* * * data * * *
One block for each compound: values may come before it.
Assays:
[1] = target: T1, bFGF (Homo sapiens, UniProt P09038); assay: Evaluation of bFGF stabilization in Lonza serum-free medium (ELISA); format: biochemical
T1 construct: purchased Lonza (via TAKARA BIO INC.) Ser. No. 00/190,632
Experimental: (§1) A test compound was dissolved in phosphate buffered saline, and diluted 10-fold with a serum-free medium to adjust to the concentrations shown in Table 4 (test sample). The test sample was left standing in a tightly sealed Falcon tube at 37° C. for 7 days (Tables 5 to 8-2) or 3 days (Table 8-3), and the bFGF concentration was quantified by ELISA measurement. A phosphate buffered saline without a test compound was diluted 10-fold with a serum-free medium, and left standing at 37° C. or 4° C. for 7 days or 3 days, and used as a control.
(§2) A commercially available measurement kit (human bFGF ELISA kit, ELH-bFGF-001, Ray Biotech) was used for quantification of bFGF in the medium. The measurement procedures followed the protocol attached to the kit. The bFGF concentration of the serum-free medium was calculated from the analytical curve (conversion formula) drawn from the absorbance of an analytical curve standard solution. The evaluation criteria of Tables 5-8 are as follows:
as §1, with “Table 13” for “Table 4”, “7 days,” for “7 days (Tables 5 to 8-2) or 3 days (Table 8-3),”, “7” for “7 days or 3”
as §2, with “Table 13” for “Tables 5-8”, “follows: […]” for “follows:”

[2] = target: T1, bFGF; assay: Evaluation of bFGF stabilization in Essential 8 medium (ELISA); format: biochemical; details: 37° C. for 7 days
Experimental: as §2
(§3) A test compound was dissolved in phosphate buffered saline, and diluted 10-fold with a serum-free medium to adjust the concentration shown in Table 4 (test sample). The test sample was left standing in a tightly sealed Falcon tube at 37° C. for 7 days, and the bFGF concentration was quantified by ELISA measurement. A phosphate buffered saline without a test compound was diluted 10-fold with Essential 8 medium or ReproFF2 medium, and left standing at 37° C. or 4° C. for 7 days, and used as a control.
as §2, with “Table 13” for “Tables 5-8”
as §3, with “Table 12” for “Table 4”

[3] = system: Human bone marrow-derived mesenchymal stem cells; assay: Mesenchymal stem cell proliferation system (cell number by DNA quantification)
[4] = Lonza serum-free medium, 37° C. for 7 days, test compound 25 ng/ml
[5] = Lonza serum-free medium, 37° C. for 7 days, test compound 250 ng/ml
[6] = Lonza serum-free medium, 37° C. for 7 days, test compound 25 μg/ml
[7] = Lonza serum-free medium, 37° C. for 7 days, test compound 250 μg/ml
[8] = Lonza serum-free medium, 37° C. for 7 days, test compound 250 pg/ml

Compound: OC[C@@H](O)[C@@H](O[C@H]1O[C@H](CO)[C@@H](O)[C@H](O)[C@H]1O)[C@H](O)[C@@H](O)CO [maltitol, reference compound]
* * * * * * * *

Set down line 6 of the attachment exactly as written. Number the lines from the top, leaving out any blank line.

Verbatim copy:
(§2) A commercially available measurement kit (human bFGF ELISA kit, ELH-bFGF-001, Ray Biotech) was used for quantification of bFGF in the medium. The measurement procedures followed the protocol attached to the kit. The bFGF concentration of the serum-free medium was calculated from the analytical curve (conversion formula) drawn from the absorbance of an analytical curve standard solution. The evaluation criteria of Tables 5-8 are as follows: